Trending: Best Places to Buy Ammo Online and [Buyer's Guide] 7 Best AR-15s You may remember that I reviewed the Smith & Wesson 686 . In that review, I discovered that I don’t, in fact, hate revolvers. Who knew? Anyway, tragedy of tragedies: I had to give the 686 back to my friend.  Pro tip: buy the gun from a person BEFORE you publish a glowing review of it.  So there I was revolverless and in need of a revolver. Taurus Time Now, I’ll admit that there are a disproportionate number of Taurus gun reviews on this site but I assure you they’re not a sponsor.  With this being a beginner focused site, Taurus and their low prices tend to be most people’s first gun. It also means that, since I have a wife that I’m putting through college, it’s easier for me to afford a Taurus in cases like this where I’m reviewing a gun I actually own as opposed to a borrowed, rented or T&E gun. So yeah, I got a Taurus 627 . Truth be told, now that I’ve shot this gun, I’m glad I got this over the Smith & Wesson.  A little warning: there’s going to be a lot of comparisons between this gun and the S&W. Feature wise, the Taurus has a lot more going for it. I like the grip of the Taurus better, for starters.  My fingers never truly fit right on the S&W’s grip and, had I bought it from the friend, the first thing I would have done would be to put a different grip on it. Secondly, I like the longer barrel of the Taurus.  The longer sight radius really makes for great accuracy.  It also holds seven rounds as opposed to the S&W’s six.  Like the S&W, the Taurus 627 also has adjustable rear sights which did require a bit of adjusting right out of the box. Finally, we come to the porting on the barrel. In a normal barrel, the gasses that propel the bullet will escape from the end of the barrel once the bullet leaves.  That sudden pop of pressure contributes greatly to the muzzle flip of the gun and increases that dreaded “felt recoil”. By drilling a bunch of upward pointing holes on the end of the gun, most of the gasses escape in that upward direction before the bullet leaves the barrel.  This pretty much removes the muzzle flip caused by those gasses and actually works to counteract the recoil caused by the natural physics of the gun firing in the first place.  This was the first gun I’ve ever fired that had a ported barrel and let me tell you: it has spoiled me. The difference was amazing ! While the weight of this gun had a bit to do with it, the combination of that and the ported barrel meant that .38 special rounds had, at least to me, less recoil than the .380 SIG P238 that Mrs. Noob was shooting in the next lane over. The recoil was so light that, after the first shot, I actually unloaded the remaining 6 rounds to check for a squib because I could have sworn it was a bad cartridge. Nope, the recoil was just that light. Like a little kid, I excitedly called the wife over saying “SWEETY! YOU GOTTA TRY THIS YOU GOTTA TRY THIS YOU GOTTA TRY THIS!!!!” all the while bouncing up and down like a hyperactive terrier.  With an air of skepticism (and slight annoyance by my excited nature), she gave it a try.  After firing the first round, the look of shock on her face was priceless!  She immediately looked at the gun and said a phrase I can’t repeat here due to the PG-13 nature of the site but it rhymed with “Foley Spit”.  After that, I had trouble getting the gun back from her so that I could finish the testing. Taurus 627 As light as the recoil was with .38 special, I was expecting the .357 magnum to be light as well. To the gun’s credit, it didn’t have much in the way of muzzle flip.  Wooo boy the recoil was still there, though.  The weird thing was, I felt almost all of it in my shoulders.  I can honestly say I’ve never shot a gun that felt like this before.  I really want to try a ported semi-auto pistol to see if it has similar characteristics! In the review, I spent a bit of time waxing poetic about the trigger on the S&W as well. I’m happy to report that the trigger on the Taurus is also a great trigger.  In single action, the trigger feels a bit heavier than the the S&W’s trigger did.  This is a good thing as it’s harder to accidentally fire the Taurus 627 when it’s in single action mode.  There isn’t any grittiness or sponginess in the 627’s trigger pull. My only complaint is that there seems to be a false reset point a little bit before the actual reset.  In times of rapid fire, this could throw off a shooter so be aware of it. I can’t think of a clever segue to go here so let’s just get to the tests. Revolver.  No breakdown. 5 out of 5 Under normal circumstances, this is an automatic 5 out of 5 but, those holes in the barrel become a bit of a double edged sword. They do truly help recoil but they are a pain to clean. They do need to be cleaned also because the carbon from all that cheap ammo collects in there pretty bad.  As much as I love those things, it does add some extra difficulty in cleaning.  Combine that with the fact that there aren’t many tools readily available to dig into those things (I had to use a dental scraper), the 627 gets a 4.5 out of 5 for maintenance. Revolver and reliable both start with R. 5 out of 5 No external safety.  It has a heavier trigger pull which makes it harder to accidentally shoot. It has an integrated lock that renders the gun unusable (just like all Taurus guns).  It also has what is called a “transfer bar” meaning that the hammer doesn’t actually strike the firing pin directly.  There’s a bar that is raised up between the hammer and pin only when the trigger is pulled which also helps against accidental shooting. By those powers combined, the 627 is probably the most inherently safe revolver I’ve ever tested. 4 out of 5 Just like every revolver, you really have to watch your hand placement or your thumb will suffer.  Not much else to say on that at this point. 3 out of 5 You get a cardboard box, a couple of spare keys, a manual and a warranty card. This is always Taurus’s weak point.  In order to keep the costs down, sacrifices have to be made somewhere.  It’s either drop the quality of the gun or cut the toys in the box.  Still, the category is what it is. 1 out of 5.  A plastic case would have bumped it up to at least a 2. Like any revolver, there isn’t much room for upgrading. The nice thing is, there’s lots of options available for those things that can be upgraded.  There’s no shortage of grip options and I’ve found some interesting trigger upgrades.  Taurus also sells a scope mount that can be clamped on to the gun which has the potential to add some interesting toys.  All in all, I’m not disappointed at the selection available. 5 out of 5 If you’re looking for a revolver to kick off your collection, you really can’t go wrong here. It’s super accurate to shoot.  The recoil won’t scare off noobs and makes it easy to shoot this all day long.  The price is right.  It even looks cool, which is a bonus. The Taurus 627 gets a solid 4 out of 5. Although I will say this: I’m probably not going to do too many more revolver reviews.  They’re fun guns and all but, with the exception of one or two nuances on occasion (i.e. trigger and such), they’re just not unique enough in their function to make for an interesting review. Now, that is actually a plus in the revolver column, if you think about it.  If every revolver behaves almost exactly the same, it makes it far easier to just pick up a revolver and go.  Great for shooters, bad for reviewers.  There’s only so many times I can type “It’s a revolver.  You don’t have to worry about _____”. Comments: Posted @ 3/5/2014 11:11 AM by Kendal Black Heh, heh. You’re hooked now. Welcome to the round side of the force.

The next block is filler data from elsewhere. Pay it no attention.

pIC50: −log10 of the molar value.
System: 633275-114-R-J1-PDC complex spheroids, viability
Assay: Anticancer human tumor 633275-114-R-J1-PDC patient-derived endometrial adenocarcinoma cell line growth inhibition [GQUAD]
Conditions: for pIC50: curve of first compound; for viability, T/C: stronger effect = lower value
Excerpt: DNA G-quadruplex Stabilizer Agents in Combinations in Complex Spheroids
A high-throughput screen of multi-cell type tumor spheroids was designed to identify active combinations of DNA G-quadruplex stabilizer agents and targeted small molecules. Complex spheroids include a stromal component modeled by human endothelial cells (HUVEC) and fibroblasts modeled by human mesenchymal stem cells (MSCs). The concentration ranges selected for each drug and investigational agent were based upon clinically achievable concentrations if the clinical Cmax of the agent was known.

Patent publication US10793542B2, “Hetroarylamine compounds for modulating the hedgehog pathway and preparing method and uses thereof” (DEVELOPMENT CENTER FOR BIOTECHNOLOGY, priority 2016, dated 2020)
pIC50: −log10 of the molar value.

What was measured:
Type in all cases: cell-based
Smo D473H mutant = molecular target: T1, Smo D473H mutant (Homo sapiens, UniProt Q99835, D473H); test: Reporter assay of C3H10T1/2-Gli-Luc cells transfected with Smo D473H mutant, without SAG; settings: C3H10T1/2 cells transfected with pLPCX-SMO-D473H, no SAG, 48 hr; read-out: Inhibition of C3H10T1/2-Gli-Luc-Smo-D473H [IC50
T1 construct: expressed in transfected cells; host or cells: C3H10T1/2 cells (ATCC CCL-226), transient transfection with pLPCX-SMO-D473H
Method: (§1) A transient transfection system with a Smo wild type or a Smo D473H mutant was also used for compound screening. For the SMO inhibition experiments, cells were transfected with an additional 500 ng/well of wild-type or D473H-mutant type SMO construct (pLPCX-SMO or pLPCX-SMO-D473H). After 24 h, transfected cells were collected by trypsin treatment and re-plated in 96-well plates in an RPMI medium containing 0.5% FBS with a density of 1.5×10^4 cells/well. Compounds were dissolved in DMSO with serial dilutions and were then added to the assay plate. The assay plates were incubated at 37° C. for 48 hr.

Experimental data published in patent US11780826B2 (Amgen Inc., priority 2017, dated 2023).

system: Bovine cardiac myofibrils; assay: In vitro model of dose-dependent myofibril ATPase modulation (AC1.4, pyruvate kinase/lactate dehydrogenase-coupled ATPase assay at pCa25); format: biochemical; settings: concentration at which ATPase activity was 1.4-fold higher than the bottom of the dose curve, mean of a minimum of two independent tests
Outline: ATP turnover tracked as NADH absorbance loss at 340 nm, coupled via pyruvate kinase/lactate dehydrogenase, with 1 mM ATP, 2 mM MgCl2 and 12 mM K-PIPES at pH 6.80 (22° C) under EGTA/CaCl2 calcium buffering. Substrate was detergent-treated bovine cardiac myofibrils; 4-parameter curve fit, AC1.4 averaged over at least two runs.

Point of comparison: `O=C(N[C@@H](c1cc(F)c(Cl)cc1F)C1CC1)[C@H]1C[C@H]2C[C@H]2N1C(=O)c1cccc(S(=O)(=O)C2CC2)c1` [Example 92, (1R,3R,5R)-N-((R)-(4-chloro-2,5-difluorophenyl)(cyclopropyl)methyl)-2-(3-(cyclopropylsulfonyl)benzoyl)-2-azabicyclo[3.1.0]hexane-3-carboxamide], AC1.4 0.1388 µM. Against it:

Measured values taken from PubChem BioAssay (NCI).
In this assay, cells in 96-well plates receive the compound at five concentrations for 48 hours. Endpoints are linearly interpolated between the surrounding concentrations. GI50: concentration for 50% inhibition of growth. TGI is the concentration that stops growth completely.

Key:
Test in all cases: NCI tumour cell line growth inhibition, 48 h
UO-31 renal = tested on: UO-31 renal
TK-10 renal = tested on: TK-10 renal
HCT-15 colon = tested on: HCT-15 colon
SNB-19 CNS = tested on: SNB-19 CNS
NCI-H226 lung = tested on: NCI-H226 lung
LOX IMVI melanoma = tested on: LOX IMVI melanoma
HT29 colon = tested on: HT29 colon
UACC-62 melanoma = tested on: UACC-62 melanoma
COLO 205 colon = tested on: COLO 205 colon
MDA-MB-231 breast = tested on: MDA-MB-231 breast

Gun Collecting: The Colt Model 1903